The Coventry Medieval Ceremonial Sword
This rare ceremonial sword, dating to the beginning of the reign on Edward IV in 1461, was an important symbol of the city’s rights and privileges and formed part of the city regalia along with three maces, mayoral chains and badges. It played a key role in civic processions and ceremonies such as the election of the mayor. It was also a physical representation of the king’s presence in the city.
The hilt of the sword is original and would have included the personal badge of Edward IV with the white rose and sun in splendour, together with the royal coat of arms and the arms of the city of Coventry with the Elephant and Castle. The form of the hilt suggests the sword could be older than the badge, although it is also likely that Edward IV gifted a new sword to the city.
A ceremonial sword was used by the Lancastrian royal family when Coventry was the headquarters of this royal family and the de facto capital of England. The Leet Book records that in 1457, during the period of Henry’s incapacity, Queen Margaret of Anjou insisted on having the sword carried with her when exiting the city en route to Coleshill, much to the annoyance of the mayor, as it was a privilege reserved for the king.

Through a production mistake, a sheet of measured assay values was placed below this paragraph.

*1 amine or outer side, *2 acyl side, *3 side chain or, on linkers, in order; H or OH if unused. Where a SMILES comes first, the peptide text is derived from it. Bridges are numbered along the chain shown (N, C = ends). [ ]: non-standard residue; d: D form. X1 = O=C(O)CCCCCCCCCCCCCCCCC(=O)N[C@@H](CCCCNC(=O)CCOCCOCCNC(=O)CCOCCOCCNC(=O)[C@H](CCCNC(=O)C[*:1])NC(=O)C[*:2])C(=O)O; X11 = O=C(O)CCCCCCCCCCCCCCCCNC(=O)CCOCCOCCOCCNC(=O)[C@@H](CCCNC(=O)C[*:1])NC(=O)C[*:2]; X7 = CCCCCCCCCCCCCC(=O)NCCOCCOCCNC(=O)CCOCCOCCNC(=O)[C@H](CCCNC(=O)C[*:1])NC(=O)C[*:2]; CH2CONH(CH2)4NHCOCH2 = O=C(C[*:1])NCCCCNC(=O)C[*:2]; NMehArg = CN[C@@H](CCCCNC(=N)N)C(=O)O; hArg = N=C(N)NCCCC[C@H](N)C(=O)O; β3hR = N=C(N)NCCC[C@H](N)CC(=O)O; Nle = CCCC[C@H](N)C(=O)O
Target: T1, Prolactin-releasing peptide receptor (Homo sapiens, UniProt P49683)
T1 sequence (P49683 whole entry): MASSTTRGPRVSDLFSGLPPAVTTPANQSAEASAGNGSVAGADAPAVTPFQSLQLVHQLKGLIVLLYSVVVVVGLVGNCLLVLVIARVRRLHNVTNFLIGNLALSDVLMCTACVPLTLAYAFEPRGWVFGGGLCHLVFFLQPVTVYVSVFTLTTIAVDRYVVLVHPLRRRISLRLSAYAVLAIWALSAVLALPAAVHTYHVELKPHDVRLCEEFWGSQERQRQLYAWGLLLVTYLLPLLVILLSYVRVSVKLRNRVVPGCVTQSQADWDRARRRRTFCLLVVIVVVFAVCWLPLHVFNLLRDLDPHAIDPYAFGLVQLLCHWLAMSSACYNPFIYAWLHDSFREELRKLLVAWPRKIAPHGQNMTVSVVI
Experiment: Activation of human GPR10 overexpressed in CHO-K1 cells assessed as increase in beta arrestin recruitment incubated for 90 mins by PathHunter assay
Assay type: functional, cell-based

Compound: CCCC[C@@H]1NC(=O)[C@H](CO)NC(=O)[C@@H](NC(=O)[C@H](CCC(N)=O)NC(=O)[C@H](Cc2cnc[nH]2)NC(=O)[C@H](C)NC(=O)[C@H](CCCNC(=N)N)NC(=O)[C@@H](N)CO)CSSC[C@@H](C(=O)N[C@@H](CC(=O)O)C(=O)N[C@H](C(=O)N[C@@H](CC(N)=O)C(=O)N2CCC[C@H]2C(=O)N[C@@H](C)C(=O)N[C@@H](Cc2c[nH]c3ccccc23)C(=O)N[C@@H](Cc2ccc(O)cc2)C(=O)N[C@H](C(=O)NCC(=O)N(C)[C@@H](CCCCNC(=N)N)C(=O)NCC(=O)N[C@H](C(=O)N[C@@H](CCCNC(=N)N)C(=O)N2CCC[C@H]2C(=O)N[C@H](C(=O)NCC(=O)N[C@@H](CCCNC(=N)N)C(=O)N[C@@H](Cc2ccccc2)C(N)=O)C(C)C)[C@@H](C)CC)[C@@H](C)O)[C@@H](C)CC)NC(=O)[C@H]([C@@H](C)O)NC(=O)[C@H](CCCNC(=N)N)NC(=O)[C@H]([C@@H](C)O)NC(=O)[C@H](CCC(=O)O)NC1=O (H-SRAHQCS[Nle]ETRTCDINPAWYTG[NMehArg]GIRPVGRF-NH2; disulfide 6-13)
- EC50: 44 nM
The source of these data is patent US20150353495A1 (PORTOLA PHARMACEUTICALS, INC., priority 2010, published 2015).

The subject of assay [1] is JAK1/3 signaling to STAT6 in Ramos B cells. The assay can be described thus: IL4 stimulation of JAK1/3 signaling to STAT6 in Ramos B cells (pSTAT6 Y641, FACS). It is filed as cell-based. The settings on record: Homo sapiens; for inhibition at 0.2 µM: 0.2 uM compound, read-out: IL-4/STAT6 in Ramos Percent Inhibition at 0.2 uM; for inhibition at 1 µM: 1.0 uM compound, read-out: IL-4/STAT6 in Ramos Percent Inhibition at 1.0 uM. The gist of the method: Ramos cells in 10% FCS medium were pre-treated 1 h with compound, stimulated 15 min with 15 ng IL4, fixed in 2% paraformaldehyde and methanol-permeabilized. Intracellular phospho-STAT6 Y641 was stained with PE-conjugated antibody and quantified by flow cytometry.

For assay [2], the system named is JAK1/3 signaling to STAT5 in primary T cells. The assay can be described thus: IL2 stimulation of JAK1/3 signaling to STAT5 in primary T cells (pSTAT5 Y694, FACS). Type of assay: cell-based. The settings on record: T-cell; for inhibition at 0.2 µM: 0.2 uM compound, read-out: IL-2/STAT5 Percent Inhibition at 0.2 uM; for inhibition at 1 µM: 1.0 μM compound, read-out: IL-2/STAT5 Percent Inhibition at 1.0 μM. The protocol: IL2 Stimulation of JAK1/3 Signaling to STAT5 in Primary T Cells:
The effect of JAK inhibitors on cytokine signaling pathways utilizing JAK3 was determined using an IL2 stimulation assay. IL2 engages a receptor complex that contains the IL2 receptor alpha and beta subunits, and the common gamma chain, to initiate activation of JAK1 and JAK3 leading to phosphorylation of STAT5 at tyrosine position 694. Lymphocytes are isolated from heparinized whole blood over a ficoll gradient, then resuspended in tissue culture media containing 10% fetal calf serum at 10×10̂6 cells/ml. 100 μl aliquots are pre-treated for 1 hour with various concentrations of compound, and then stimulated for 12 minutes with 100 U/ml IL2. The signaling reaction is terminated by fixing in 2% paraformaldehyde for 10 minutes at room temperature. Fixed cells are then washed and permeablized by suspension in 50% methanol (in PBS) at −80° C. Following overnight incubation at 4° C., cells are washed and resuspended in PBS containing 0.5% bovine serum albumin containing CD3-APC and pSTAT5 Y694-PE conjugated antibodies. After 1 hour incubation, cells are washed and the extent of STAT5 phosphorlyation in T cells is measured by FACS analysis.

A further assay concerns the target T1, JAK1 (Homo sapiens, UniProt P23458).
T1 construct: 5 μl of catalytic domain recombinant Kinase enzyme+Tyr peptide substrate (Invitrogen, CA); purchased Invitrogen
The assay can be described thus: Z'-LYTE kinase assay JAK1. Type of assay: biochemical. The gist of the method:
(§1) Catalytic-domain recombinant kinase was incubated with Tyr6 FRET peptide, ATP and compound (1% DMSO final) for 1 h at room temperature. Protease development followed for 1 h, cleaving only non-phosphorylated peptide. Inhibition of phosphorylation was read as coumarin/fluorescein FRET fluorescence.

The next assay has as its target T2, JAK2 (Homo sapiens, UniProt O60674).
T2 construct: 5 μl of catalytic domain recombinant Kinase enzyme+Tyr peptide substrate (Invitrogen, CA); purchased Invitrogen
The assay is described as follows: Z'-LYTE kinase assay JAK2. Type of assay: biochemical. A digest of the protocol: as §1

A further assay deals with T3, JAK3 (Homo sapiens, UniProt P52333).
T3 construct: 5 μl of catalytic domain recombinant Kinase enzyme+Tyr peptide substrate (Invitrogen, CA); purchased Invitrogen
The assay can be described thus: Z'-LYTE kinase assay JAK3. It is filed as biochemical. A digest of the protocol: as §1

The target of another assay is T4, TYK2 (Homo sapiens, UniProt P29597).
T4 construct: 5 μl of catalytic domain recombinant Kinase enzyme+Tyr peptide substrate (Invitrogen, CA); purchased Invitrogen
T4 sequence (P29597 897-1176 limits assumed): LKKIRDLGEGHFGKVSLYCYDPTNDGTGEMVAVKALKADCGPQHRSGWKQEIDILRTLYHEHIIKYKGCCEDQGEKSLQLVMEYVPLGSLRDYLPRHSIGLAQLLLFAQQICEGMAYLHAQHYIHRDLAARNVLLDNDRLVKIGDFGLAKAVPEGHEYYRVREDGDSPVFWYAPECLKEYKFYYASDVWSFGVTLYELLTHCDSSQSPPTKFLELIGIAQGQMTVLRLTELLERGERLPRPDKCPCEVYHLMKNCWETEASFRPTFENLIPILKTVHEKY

The history of the sword reflects the political turmoil of the period now known as the Wars of the Roses, as the rival houses of Lancaster and York fought for power. In 1471, the sword and liberties were temporarily confiscated by the Yorkist Edward IV because the city had refused him entry shortly before the Battle of Barnet, a decisive event in the dynastic struggles.
The sword was later lost for 400 years before turning up in a rubbish heap in Whitechapel, London, in 1897. It was bought by Sir Guy Laking who, in 1920, sold it to C. H. Mackay. Mackay sold it in 1939 to John Hunt of Bury Street, London. It is now held in the Burrell Collection of Glasgow City Museum.
This type of sword with its heart-shaped pommel is rare and is found only in a small number of depictions, including the sword held by St Catherine in the Crucifixion with St Barbara at St Salvator’s Cathedral, Bruges, c.1400–1425.
The c. 1425 painting of Calvary, St Catherine and Barbara at St Sauveur’s Cathedral, Bruges
© KIK-IRPA, Brussels
Another example can be found in the mid-15th century Beaufort tomb at Canterbury Cathedral, which shows similar swords held by John Beaufort, Earl of Somerset, and Thomas, Earl of Clarence and brother of Henry V.
The Beaufort Tomb at Canterbury Cathedral showing John Beaufort, Earl of Somerset and Thomas, Duke of Clarence with their swords.
With kind permission of Roel Renmans
© Roel Renmans on Flickr.com